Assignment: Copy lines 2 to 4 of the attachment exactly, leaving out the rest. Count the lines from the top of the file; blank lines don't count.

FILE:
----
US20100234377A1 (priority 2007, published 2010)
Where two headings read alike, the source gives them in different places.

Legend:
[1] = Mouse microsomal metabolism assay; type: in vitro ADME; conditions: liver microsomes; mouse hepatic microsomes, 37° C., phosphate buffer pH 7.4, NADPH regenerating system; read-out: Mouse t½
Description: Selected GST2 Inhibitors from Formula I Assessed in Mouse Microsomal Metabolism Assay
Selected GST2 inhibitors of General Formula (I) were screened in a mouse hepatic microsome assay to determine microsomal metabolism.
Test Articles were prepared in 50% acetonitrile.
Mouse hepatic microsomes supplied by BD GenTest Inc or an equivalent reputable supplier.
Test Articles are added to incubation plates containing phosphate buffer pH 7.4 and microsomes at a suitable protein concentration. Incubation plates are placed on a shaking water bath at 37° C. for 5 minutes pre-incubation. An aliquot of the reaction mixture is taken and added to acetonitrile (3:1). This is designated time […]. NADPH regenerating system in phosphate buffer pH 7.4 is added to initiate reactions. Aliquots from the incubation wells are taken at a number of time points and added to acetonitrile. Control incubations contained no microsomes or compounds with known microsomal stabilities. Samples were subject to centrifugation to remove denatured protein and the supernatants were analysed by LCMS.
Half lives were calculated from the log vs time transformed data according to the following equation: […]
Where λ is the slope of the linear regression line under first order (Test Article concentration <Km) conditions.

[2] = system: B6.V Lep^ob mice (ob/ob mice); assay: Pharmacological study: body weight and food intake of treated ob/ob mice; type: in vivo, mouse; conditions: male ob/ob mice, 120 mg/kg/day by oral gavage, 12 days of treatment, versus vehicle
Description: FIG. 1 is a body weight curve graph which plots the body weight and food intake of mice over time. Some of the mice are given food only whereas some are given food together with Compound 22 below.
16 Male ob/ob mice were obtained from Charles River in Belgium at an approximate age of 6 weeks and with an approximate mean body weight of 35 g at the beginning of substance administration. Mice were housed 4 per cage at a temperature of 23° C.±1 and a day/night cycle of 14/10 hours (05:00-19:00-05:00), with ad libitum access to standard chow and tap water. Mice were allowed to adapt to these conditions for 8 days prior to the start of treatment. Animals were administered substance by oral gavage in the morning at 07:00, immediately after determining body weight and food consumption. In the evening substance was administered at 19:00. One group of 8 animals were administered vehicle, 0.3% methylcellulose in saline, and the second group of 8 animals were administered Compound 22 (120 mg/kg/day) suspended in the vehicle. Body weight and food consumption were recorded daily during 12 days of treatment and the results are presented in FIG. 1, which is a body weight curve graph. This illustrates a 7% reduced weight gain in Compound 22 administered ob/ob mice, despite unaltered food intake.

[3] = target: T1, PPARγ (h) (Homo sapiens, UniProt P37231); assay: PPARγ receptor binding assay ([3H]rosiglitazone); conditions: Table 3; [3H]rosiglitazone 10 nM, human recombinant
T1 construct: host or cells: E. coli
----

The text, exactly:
Where two headings read alike, the source gives them in different places.

Legend:
[1] = Mouse microsomal metabolism assay; type: in vitro ADME; conditions: liver microsomes; mouse hepatic microsomes, 37° C., phosphate buffer pH 7.4, NADPH regenerating system; read-out: Mouse t½